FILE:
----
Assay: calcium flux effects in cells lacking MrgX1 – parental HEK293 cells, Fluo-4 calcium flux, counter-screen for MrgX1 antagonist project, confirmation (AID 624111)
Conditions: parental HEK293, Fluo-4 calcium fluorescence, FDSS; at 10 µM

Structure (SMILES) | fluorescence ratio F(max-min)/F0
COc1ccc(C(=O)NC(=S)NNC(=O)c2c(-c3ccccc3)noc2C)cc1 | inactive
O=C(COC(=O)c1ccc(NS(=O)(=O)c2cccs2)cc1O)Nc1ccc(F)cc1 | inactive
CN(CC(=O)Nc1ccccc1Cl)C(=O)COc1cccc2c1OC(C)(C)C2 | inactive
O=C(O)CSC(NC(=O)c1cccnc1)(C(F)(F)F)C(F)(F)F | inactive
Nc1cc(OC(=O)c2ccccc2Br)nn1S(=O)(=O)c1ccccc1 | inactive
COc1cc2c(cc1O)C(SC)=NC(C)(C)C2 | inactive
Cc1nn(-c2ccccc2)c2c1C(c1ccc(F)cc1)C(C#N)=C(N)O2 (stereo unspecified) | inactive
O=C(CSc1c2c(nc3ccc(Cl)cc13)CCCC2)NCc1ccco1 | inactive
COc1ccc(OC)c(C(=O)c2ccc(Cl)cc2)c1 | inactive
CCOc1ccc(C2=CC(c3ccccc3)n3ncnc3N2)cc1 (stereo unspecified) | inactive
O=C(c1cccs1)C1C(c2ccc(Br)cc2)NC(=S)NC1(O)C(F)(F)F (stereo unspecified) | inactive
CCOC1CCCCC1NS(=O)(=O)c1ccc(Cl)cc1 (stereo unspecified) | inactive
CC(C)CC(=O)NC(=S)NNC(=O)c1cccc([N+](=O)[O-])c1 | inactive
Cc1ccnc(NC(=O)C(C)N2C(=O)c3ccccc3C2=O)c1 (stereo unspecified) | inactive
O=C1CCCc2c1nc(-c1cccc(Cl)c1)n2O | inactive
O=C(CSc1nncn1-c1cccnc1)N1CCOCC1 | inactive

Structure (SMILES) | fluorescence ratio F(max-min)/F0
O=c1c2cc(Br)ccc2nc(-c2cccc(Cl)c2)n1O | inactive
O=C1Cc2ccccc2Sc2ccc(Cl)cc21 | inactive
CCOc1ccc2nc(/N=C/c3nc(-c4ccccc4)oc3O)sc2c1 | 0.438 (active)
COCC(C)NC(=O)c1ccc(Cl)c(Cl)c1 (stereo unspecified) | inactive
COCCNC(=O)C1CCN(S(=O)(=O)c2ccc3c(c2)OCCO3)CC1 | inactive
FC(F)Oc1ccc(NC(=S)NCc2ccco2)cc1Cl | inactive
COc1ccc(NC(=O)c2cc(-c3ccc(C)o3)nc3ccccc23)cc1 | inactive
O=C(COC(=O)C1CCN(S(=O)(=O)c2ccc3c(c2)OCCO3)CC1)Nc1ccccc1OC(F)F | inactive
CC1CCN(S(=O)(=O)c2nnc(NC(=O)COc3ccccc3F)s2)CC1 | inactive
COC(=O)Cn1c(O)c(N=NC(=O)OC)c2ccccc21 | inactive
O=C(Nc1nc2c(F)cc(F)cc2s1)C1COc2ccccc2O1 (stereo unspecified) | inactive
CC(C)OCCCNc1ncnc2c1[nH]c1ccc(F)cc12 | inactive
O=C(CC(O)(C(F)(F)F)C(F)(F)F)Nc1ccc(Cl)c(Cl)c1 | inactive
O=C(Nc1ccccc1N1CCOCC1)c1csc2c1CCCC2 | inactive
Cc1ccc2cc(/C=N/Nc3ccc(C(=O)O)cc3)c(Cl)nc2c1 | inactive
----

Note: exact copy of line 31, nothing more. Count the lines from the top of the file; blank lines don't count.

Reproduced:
O=C(Nc1nc2c(F)cc(F)cc2s1)C1COc2ccccc2O1 (stereo unspecified) | inactive